My new book: Lockdown Living: 101 Ways to Stay Positive During the Pandemic

Image of the Lockdown Living: 101 Ways to stay positive during the pandemic book

When the extent of the Covid-19 pandemic started to become apparent, and the prospect of going into “lockdown” began to loom, I realised that many people I knew were worried about being isolated at home.

That’s when I got the idea to try to do something to help. I wrote Lockdown Living: 101 Ways to Stay Positive During the Pandemic over the course of a few weeks in late March and early April. It was published today and is available on Amazon here.

It’s a light-hearted approach to staying busy and feeling productive when your world’s been turned upside-down by a once-in-a-century pandemic. Like the title suggests, my book’s got 101 tips, tasks and tactics to help you cope with self-isolation.

There’s everything from picking up that instrument in the corner, to discovering podcasts, to learning to use new technology to stay in touch, to getting off the sofa and onto your bicycle.

I hope you find it helpful. One dollar from the sale of each book will support women’s shelters. Cause this is a bad time to be stuck with someone violent or abusive.

Get your copy of the book here. Thanks.


Laura at the Raw Stand-up competition 8 March, with El Jaguar (foreground)

Real leaders lead from the heart: how we can all learn from New Zealand’s Jacinda Ardern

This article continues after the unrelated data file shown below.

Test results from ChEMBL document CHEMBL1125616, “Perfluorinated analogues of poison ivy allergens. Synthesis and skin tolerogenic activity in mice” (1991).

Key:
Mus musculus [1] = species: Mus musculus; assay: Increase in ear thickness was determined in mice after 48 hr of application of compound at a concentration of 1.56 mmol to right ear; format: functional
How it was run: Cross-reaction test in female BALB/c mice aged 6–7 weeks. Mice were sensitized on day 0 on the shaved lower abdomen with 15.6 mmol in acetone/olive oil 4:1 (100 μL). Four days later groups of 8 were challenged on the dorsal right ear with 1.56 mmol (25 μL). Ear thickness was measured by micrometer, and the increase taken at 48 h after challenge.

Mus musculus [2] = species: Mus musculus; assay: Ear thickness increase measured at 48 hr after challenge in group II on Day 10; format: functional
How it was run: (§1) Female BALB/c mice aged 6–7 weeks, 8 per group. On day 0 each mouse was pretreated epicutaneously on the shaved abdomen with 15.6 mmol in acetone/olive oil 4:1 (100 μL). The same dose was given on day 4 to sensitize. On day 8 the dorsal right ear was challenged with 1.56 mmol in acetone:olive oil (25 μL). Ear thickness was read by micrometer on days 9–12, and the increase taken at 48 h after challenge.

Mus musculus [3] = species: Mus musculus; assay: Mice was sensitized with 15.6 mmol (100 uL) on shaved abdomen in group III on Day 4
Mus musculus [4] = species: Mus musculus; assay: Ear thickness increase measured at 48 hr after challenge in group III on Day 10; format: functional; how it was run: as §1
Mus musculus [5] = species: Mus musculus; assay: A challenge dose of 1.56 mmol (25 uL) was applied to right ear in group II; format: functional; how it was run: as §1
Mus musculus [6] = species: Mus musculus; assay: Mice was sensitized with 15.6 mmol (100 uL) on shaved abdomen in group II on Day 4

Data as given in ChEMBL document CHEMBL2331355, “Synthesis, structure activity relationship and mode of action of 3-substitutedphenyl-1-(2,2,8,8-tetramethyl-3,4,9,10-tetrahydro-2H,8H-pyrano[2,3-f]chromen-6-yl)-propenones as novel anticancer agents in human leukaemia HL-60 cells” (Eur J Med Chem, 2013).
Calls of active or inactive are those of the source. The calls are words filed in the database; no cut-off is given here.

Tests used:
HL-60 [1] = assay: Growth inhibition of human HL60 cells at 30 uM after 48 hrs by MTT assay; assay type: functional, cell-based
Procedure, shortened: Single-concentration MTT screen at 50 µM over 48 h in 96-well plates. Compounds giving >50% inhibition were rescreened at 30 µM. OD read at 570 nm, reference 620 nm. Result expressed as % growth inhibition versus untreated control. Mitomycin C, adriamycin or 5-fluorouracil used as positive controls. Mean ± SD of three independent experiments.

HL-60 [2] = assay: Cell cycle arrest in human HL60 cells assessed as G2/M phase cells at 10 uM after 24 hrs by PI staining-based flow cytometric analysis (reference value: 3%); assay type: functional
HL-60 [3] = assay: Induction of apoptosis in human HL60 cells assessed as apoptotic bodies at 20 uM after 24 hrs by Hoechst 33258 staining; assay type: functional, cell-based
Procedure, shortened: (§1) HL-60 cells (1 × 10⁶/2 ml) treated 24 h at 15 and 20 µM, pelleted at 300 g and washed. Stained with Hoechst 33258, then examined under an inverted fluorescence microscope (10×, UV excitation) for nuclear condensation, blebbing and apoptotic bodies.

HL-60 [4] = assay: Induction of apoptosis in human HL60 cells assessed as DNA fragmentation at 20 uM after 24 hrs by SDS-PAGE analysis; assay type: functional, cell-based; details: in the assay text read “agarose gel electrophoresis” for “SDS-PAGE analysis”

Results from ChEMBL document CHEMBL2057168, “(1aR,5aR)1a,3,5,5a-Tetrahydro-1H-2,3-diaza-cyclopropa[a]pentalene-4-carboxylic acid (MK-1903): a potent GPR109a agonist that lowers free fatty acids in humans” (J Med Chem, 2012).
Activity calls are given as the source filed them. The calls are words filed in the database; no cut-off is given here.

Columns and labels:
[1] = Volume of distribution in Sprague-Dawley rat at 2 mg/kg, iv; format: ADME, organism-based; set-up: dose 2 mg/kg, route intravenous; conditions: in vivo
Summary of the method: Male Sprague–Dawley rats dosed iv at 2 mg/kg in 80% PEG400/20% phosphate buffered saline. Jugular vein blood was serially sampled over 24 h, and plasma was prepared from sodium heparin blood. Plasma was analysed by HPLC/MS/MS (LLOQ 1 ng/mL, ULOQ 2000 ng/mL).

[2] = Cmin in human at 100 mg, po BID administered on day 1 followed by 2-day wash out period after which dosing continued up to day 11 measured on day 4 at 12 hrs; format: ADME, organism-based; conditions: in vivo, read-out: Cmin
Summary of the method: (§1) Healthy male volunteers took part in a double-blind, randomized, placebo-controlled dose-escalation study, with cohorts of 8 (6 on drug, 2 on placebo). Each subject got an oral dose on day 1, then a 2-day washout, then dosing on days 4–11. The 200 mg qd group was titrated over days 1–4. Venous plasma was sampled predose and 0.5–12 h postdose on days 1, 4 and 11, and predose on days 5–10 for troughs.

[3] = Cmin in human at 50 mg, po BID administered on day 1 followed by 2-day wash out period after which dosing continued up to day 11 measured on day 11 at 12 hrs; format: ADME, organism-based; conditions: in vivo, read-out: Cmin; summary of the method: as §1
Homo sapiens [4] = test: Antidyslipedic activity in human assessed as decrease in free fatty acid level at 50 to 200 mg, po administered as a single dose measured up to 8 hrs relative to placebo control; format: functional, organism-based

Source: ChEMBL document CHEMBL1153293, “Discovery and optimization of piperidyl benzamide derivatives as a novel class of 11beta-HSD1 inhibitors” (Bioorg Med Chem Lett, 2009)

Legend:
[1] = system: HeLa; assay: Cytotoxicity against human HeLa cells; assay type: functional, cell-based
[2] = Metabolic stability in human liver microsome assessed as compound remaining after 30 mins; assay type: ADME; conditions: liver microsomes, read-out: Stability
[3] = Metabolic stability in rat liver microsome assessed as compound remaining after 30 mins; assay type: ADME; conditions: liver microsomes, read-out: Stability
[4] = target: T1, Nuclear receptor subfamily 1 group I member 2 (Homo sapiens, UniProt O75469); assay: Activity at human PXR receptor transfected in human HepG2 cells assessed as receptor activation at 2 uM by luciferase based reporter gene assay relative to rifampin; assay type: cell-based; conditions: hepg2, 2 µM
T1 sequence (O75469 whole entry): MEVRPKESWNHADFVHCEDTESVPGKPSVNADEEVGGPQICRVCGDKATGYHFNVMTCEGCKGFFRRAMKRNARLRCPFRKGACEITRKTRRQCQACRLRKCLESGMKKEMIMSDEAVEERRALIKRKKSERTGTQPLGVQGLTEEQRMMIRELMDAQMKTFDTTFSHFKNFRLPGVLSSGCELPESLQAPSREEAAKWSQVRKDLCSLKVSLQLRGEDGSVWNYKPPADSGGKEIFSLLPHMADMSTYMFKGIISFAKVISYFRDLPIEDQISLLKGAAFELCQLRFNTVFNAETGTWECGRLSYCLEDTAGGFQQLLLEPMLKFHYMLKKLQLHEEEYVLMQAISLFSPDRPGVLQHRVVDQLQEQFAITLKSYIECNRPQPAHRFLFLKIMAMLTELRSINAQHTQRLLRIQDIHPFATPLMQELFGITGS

The news from New Zealand last week was heart-breaking. But it has shown me one thing very clearly: that some leaders don’t need an advisor to tell them what to do. A leader whose heart is connected to her brain will do the right thing naturally.

In the UK we woke up to the terrible news last Friday morning of the massacre in Christchurch. It made no sense. “How?” “Why?!” It will never make sense. But one thing has comforted me: the leadership of New Zealand Prime Minister Jacinda Ardern.

Many of us in PR counsel leaders on what to say. Our advice is particularly welcome when the situation is fraught. “Remember to express your condolences.” “Make sure you say you are sorry, and promise to look into this situation thoroughly.”

Sometimes our advice has to be run past the legal team, first. Heaven forbid you express sympathy when they advise against it!

Prime Minister Ardern doesn’t need me. She doesn’t need any public relations advisors. She knows the right thing to do. Faced with a horrific and unexpected tragedy, she has responded articulately, intelligently, and with kindness. She has been decisive, compassionate, and clear. She has responded from the heart.

I believe she’s been able to do this — to communicate with intelligence and empathy — because her head is connected to her heart. Her communications since the terrible attacks in Christchurch has been heart-felt in every sense of the word.

I’m not sure you can teach someone to have a heart, or teach them to let their heart advise their head in extremis. But if you could, the world would be a much brighter place. Even when terrible things happen. Especially when terrible things happen.

What struck me quite profoundly, and what I believe has also impressed so many other people, is how unusual her behaviour is. How rare. How different from all the politicians we have become accustomed to.

Wouldn’t it be wonderful is Ardern’s way was the norm, rather than the exception? Perhaps it’s time we expected more from our politicians. Perhaps it’s time we looked past the rhetoric, the name-calling and the obfuscation, and listened for something different. Listened for evidence of . . . a heart.

Ardern is an example our leaders — both political and otherwise — would do well to emulate.

Thank you Jacinda. You’re an inspiration.